Special Needs Gardening – Creating A Special Needs Garden For Children

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Image by Cherry-Merry

By Susan Patterson, Master Gardener

Gardening with special needs children is a very rewarding experience. Creating and maintaining flower and vegetable gardens has long been recognized as being therapeutic and is now being widely embraced as a tool to help children with special needs develop skills necessary to enjoy all of the positive paybacks that come with being in nature.

Cited benefits of special needs gardening include improved motor skills, enhanced creativity, increased social skills and improved self-confidence. Gardening also reduces stress and helps children cope with anxiety and frustration. Let’s learn more about gardening with special needs children.

Creating a Special Needs Garden

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Creating a special needs garden does require some planning and attention to details. The plantings and hardscape garden elements should be well suited for the population that the garden will serve.

The first step in planning a garden for kids with disabilities is to assess the range of disabilities. Make a detailed sketch of the proposed garden and use it as a guide.

Sensory and theme gardens may be appropriate too.

  • Sensory gardens full of textures, smells and sounds are extremely therapeutic. Well-designed sensory gardens are also relaxing and educational.
  • Theme gardens can be fun and flowers, nuts and seeds from the garden can be incorporated into art projects and other special activities.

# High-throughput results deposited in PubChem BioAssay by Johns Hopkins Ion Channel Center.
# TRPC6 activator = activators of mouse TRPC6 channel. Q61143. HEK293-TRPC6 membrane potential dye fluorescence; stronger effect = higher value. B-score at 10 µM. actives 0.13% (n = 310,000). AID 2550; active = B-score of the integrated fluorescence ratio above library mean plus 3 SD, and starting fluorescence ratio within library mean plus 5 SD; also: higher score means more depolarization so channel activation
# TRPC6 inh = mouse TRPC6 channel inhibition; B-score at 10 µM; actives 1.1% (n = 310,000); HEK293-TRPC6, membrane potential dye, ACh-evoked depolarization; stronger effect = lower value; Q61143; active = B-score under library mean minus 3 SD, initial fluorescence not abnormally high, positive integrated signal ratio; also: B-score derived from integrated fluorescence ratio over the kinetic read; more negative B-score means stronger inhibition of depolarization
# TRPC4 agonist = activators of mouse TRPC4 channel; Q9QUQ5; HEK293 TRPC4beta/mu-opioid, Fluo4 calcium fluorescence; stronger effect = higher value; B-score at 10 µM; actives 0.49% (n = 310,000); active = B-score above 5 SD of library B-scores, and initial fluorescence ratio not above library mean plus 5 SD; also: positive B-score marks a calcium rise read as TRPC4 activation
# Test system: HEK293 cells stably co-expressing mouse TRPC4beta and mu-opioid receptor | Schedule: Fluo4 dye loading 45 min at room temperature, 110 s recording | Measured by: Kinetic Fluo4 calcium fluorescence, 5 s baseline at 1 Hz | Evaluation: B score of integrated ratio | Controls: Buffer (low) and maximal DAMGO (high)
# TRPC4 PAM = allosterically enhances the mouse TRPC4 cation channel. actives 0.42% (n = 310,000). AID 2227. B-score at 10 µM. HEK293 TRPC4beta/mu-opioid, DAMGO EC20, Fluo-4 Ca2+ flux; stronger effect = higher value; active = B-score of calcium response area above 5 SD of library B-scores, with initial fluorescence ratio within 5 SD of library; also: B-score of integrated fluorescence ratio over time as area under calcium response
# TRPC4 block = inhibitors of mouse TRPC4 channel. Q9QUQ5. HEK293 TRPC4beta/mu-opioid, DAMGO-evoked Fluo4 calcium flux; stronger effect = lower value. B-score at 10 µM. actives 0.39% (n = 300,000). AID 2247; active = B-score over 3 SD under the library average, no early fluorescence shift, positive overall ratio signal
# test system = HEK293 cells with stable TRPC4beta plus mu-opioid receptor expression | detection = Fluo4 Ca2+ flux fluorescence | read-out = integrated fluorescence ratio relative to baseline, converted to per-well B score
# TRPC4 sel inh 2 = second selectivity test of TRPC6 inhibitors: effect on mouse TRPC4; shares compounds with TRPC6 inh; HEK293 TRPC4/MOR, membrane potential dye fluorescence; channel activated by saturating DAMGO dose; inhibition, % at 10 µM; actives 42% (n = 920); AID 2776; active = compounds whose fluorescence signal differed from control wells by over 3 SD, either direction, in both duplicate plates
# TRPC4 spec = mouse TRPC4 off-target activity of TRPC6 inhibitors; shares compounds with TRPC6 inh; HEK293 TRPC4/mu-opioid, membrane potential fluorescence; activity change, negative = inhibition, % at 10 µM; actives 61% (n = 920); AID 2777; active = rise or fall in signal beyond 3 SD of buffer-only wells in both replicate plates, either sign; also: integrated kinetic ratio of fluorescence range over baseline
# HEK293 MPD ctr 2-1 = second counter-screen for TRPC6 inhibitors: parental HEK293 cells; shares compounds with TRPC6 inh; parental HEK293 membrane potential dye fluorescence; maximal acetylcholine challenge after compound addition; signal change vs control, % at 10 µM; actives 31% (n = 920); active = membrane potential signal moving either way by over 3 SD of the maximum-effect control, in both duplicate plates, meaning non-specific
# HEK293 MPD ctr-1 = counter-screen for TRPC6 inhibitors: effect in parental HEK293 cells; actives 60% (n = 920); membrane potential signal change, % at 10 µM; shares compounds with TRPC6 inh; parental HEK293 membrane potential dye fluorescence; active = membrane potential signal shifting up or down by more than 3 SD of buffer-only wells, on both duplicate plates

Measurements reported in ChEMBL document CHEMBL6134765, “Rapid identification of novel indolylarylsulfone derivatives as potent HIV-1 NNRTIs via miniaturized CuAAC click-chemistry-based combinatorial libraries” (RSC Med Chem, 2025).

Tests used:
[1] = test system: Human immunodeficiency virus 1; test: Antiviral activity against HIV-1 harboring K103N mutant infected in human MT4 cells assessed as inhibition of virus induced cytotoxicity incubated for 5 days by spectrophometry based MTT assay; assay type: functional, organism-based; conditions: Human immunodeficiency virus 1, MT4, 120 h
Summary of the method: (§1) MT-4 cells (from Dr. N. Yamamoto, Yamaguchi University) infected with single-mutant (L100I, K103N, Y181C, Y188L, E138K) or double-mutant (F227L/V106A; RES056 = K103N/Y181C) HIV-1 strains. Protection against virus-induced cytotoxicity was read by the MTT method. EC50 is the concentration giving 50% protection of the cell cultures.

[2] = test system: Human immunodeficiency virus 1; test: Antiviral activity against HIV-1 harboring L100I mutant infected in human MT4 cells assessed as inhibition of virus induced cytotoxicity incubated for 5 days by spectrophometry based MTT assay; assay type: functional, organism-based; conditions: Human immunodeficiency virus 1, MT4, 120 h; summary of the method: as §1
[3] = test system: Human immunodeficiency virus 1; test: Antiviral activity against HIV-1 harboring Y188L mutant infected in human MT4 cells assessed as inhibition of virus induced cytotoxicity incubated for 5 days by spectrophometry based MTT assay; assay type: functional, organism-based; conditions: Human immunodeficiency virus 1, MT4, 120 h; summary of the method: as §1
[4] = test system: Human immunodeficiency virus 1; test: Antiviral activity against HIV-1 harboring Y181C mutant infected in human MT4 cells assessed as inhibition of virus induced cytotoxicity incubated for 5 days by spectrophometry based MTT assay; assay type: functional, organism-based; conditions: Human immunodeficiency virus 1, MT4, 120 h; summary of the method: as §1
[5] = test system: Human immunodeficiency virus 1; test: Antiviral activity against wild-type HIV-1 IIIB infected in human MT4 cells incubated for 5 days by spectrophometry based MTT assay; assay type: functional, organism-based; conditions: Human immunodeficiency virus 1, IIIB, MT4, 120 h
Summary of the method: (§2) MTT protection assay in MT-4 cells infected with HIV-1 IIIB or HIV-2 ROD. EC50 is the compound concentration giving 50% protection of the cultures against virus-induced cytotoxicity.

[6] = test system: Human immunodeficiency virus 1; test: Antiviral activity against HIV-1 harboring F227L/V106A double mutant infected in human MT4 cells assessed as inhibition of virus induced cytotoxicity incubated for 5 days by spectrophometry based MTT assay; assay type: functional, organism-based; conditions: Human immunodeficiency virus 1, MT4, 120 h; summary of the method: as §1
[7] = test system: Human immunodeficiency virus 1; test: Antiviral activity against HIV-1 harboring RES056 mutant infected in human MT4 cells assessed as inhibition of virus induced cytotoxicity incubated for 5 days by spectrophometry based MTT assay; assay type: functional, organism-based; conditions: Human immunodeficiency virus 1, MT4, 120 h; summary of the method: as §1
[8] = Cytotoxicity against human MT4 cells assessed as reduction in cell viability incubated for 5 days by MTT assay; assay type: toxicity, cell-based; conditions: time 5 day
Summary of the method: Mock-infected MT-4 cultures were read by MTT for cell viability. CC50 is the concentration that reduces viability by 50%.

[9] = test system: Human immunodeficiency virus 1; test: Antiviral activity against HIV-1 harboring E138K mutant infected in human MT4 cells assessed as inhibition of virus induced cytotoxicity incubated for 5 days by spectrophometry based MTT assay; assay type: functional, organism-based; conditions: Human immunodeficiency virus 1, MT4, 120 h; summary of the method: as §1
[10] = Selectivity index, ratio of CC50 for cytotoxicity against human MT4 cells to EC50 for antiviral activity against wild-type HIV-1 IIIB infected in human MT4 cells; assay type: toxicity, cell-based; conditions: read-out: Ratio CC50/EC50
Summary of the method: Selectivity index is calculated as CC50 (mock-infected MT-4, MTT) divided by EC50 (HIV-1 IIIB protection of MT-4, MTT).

Special needs garden ideas include paying attention to each child’s specific needs. Thought should be given to plant height, walkways or space for wheelchairs and other walking aids. Build table high beds for children in wheelchairs so that they can reach plants easily. Make paths and seating accommodating as necessary.

Plant selection for gardening with special needs children is also important. As with any garden, choose plants that are well suited for your particular growing region. Native species work best. Also, always put safety first. Some plants grow thorns while others tend to be toxic. Children are curious and much care should be taken to ensure that all elements of the garden are safe.

Since special needs gardening has gained popularity, there are many special needs garden ideas and resources available to help plan appropriate gardens for kids with disabilities.

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